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    2 houses finally agree on new financial officer

    Unanimous votes in the House and Senate end feuding and clear the way for one GOP candidate to seek the job.

    By ANITA KUMAR, Times Staff Writer
    © St. Petersburg Times
    published May 4, 2002

    TALLAHASSEE -- After years of failed deals, the state Legislature finally agreed Friday on the duties of a powerful new leader who will oversee the insurance and banking industries in Florida.

    The unanimous vote by feuding chambers means that Comptroller Robert Milligan will drop out of the November race, clearing the way for Insurance Commissioner Tom Gallagher to run unopposed in the Republican primary.

    "It's no secret we were not looking forward to a primary between two strong Republican candidates," GOP spokesman Towson Fraser said. "We're glad there will be only one really strong candidate."

    The House and Senate reached the compromise in the last few days with guidance from Gallagher, Milligan and Gov. Jeb Bush, who were growing frustrated that the questions hadn't been resolved more than three years after voters first created the Cabinet job.

    The bill, which now goes to Bush for his signature, provided Milligan with the separation he wanted between the chief financial officer and the regulation of banks and insurance companies.

    While the CFO will be responsible for most aspects of banking and insurance, the regulation of those industries will fall to two executives who will report to the Cabinet.

    "Everybody's satisfied," said Rep. JD Alexander, the Lake Wales Republican who sponsored the bill in the House. "The Senate certainly won some points, but the House did get the clear independent depoliticized regulation."

    The chief financial officer merges two jobs now held by Gallagher and Milligan. Milligan opposed giving all the duties to one person, saying it would put too much power in one place. Gallagher said voters intended to reduce the size of the state government when they approved the merger, not just create two new agencies.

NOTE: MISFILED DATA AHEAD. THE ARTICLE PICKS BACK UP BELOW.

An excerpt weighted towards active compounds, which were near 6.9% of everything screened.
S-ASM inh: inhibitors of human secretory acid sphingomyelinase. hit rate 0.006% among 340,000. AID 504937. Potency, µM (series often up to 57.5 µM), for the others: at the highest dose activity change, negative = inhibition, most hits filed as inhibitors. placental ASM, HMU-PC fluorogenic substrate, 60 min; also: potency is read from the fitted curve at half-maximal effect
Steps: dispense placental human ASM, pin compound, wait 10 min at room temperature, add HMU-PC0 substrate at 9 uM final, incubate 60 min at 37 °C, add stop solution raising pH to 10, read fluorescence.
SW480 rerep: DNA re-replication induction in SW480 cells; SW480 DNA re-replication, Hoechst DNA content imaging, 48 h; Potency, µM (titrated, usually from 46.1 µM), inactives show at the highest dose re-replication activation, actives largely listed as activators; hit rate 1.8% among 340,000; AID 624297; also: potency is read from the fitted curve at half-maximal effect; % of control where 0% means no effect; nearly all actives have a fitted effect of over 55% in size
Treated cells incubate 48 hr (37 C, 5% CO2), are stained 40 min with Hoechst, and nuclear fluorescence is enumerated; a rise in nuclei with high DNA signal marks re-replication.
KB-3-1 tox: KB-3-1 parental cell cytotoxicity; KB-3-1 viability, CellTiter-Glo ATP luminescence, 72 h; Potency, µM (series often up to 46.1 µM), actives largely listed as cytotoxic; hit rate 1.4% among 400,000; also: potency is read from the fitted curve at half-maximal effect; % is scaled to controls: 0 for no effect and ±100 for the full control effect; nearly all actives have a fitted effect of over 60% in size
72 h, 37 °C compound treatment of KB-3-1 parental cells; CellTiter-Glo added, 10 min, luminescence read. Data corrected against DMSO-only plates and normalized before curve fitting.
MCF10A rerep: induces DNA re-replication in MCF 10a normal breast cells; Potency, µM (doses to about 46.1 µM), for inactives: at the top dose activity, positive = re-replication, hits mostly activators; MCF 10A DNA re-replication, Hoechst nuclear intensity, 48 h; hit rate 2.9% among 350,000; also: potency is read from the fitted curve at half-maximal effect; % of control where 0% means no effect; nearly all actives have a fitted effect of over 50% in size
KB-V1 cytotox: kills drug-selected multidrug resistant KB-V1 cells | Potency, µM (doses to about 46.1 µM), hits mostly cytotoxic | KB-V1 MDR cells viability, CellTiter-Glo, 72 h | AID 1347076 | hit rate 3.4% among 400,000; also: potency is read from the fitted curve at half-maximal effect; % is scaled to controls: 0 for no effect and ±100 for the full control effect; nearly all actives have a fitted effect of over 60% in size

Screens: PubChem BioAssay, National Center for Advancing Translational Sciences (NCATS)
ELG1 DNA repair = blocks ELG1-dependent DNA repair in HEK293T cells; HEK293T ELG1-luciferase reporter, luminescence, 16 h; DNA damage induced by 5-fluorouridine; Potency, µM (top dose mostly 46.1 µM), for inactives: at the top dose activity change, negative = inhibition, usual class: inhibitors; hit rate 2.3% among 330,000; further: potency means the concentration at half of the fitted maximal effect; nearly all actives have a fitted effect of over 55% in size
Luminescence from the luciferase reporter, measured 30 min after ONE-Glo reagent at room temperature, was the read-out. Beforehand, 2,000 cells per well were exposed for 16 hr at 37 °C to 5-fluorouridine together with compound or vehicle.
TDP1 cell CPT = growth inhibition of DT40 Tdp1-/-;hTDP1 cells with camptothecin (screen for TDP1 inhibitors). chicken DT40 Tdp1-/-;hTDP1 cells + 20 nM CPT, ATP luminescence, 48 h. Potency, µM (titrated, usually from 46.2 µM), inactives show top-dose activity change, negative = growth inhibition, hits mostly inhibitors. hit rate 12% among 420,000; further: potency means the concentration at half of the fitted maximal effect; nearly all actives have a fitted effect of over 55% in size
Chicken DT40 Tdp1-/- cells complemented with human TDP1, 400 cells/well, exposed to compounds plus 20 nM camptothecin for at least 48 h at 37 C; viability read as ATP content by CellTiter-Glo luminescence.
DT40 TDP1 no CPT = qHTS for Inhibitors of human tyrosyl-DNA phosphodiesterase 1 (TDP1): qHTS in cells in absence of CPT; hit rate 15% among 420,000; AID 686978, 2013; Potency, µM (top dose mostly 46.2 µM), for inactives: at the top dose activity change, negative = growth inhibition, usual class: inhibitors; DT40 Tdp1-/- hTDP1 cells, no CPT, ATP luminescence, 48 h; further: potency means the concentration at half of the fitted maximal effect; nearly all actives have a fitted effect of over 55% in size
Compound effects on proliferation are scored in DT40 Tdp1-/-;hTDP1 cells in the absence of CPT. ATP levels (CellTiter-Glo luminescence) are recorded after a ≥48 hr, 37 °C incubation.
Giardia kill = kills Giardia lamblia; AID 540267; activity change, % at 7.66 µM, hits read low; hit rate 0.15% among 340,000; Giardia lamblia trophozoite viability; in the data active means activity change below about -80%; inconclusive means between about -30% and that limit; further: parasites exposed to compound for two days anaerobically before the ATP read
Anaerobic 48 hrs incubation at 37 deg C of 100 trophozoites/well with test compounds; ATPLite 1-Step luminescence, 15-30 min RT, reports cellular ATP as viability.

Milligan was out of town Friday but talked to his staff to find out the status of the bill. Sunny Phillips, his legislative director, said he was pleased with the bill and would drop out of the race for chief financial officer.

    "I believe the legislation ... is a win for Florida's consumers," said Gallagher, who already has raised more than $1-million for the race. "It embraces all of the goals that I have supported -- leaner, more efficient government; accountability to consumers; and appointed professionals overseeing the regulation of financial institutions, securities and insurance."

    Sen. Tom Rossin, Senate Democratic leader, said the deal was reached to give Milligan what he wanted so he wouldn't run.

    "Gallagher in the end realized if he didn't cave in Milligan was going to run against him," he said.

    Alexander agreed the House got most of what it wanted, but Sen. Jack Latvala, R-Palm Harbor, the sponsor of the bill in the Senate, wouldn't discuss politics. "I'm happy everything came together," he said simply.

    The House passed the measure 110-0; the Senate approved it a couple of hours later 39-0, though one senator expressed serious reservations.

    "I can't let this bill go by without expressing my deep concerns," said Sen. Steven Geller, D-Hallandale Beach. "It goes directly against the will of the voters ... (but) this is the best we can do."

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